Family in dispute with housing association over authors’ letters

GERALD TARLING: History wiped out

Gerald Tarling, aged 88, was a resident of a Town & Country Housing property in Five Oak Green for nearly 40 years until a flood in February 2020 caused his house to be uninhabitable.

While he took up his temporary residence in Southborough, his children returned to the property to assess the damage and discovered that his belongings, including letters from the writers Oscar Wilde and George Bernard Shaw, had been removed from his home.

The family have copies of the letters from George Bernard Shaw, which were sent from the writer to one of Charles Dickens’ daughters thanking her for her work at a publishing house. There were no copies of the letters from Oscar Wilde.

Son Marcus told the Times: “My father was sitting in his living room one day and heard a strange noise, and suddenly there was a swoosh of foul water and he was up to his knees in it.

“The housing association then moved him to Southborough and everything salvageable from the ground floor was to be moved upstairs.

“He was given £8,000 in compensation for his carpets, fridges, washing machine and white goods which were damaged by the water.”

He said they did not realise that all of the goods had been removed until a later return visit.

“His shed, which contained tools and antiques, had been opened and everything had been taken, along with his belongings from the ground floor.”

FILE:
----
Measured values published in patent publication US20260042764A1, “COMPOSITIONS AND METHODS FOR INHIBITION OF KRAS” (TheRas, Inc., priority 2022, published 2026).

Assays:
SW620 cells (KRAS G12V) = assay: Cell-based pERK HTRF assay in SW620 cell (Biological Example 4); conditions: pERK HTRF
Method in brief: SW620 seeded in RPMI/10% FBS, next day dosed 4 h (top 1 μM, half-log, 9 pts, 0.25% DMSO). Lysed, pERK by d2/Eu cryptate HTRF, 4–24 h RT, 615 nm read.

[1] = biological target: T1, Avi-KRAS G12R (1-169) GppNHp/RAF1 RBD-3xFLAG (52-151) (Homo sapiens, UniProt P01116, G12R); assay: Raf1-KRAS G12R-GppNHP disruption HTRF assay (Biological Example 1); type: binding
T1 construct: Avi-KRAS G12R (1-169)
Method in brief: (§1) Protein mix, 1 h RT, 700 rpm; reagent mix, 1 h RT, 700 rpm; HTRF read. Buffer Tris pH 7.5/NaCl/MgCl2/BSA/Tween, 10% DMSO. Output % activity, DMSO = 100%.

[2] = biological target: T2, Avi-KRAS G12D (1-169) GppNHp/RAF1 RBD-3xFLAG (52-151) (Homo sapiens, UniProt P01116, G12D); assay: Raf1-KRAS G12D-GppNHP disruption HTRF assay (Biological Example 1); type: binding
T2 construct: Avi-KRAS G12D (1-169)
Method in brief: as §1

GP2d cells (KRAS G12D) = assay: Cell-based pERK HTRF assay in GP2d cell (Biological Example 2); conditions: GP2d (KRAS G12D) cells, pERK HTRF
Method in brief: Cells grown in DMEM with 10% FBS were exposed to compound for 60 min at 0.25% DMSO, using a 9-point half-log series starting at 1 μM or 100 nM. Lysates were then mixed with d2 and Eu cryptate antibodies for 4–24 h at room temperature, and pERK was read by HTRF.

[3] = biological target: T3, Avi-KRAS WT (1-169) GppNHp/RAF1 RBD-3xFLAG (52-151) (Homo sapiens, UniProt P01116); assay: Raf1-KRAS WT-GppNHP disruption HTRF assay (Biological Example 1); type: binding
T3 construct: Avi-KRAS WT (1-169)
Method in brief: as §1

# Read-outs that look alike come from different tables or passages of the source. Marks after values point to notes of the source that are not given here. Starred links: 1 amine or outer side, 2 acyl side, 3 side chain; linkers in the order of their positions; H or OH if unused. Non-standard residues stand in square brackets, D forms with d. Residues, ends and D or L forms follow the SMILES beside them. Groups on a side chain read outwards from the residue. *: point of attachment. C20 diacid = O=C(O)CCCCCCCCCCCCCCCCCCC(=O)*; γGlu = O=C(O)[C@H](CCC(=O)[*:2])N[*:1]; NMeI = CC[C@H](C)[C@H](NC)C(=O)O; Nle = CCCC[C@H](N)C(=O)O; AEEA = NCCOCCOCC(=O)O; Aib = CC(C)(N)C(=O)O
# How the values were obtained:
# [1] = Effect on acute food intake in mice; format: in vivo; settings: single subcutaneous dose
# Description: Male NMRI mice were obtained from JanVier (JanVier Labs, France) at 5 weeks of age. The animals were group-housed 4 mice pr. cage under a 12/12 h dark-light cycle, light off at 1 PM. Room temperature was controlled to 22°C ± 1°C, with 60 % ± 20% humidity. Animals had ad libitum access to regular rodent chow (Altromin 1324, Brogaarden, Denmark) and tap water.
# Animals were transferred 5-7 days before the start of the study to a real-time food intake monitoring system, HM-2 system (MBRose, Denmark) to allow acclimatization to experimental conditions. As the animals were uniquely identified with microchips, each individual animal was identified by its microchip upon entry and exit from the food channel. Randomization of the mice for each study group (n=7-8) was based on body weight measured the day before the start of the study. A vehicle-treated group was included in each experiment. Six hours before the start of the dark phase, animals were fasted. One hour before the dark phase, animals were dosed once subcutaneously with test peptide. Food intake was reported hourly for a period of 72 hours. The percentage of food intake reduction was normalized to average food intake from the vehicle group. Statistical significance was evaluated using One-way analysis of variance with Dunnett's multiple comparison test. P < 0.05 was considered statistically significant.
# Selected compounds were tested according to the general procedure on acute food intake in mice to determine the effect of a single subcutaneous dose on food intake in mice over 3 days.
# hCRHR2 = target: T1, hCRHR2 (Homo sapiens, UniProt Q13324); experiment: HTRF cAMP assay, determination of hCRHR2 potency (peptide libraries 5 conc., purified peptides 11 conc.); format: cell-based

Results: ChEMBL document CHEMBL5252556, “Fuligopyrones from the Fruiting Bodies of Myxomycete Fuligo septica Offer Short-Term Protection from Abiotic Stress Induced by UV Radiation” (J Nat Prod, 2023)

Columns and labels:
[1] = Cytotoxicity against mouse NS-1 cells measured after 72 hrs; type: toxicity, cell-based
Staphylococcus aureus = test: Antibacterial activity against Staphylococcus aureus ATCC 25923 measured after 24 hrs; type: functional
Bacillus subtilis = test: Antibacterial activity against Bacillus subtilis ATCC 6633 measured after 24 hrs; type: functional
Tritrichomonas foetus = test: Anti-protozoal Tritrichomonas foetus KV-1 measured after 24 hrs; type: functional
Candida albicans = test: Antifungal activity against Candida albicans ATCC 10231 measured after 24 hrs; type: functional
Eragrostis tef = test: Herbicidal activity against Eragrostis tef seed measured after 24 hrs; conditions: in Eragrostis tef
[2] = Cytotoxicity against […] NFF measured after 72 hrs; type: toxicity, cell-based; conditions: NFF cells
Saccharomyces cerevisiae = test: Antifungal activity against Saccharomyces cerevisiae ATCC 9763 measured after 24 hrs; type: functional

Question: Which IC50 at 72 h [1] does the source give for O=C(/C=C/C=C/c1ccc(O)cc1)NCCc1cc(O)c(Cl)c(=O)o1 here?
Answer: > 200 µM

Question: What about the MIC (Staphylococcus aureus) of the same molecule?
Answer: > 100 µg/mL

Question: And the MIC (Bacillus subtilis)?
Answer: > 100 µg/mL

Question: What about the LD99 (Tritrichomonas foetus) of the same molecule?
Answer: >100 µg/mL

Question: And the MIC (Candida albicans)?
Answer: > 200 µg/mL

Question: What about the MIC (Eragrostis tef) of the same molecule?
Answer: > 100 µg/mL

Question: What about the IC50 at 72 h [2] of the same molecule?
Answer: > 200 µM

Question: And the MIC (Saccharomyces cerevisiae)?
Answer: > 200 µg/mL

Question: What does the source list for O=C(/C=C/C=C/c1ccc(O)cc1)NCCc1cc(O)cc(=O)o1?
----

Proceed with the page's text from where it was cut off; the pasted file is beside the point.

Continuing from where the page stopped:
The association told the family it was nothing to do with them.

“They eventually admitted they had taken and disposed of his belongings,” said Mr Tarling.

“There has been an absolute denial of what happened. Under the Interference of Goods Act, the association has a duty of care to my father and his belongings.

“He has been offered £12,000 by way of compensation, but that is nowhere near the sentimental value of his belongings.

“My father’s mother was a publisher and the house contained letters from Oscar Wilde plus letters to our grandmother from George Bernard Shaw.

“Along with the letters, there was history on our family, her jewellery and hundreds of books, some of which have been signed, but because they are considered ‘second hand’ the association did not see them of much value.

“All of this history has just been wiped out.”

Mr Tarling added that it has all impacted his father’s mental health: “He can’t now remember what the inside of the house looked like.

“This has erased all his memories of that house, along with all the physical attachments to his mother. He has, at 88 years of age, been asked to do an inventory of all his possessions.

“The idea that he should have to prove what was there is totally wrong.”

A spokesperson for Town and Country said: “Mr Tarling has been one of our residents since 1982, when he moved into his house in Tonbridge. “The flooding from a nearby reservoir and subsequent sewage problems in February last year meant he could no longer stay there and we have now resettled him into older persons’ accommodation on another Town & Country Housing scheme.

“Although Mr Tarling’s family were able to clear many of the possessions from the ground floor, there were other items upstairs.

“We then tried to fix a time for the family to visit the property to collect the remaining items. We phoned his daughter three times and emailed her to say we needed to urgently clear the house, but with no response.

“As the house had been badly damaged by water and sewage, we had to start the clean-up process as swiftly as possible. It was important to repair the property and make it available for other families in need.

“Mr Tarling’s family have been liaising with our insurance company on the matter of compensation.”

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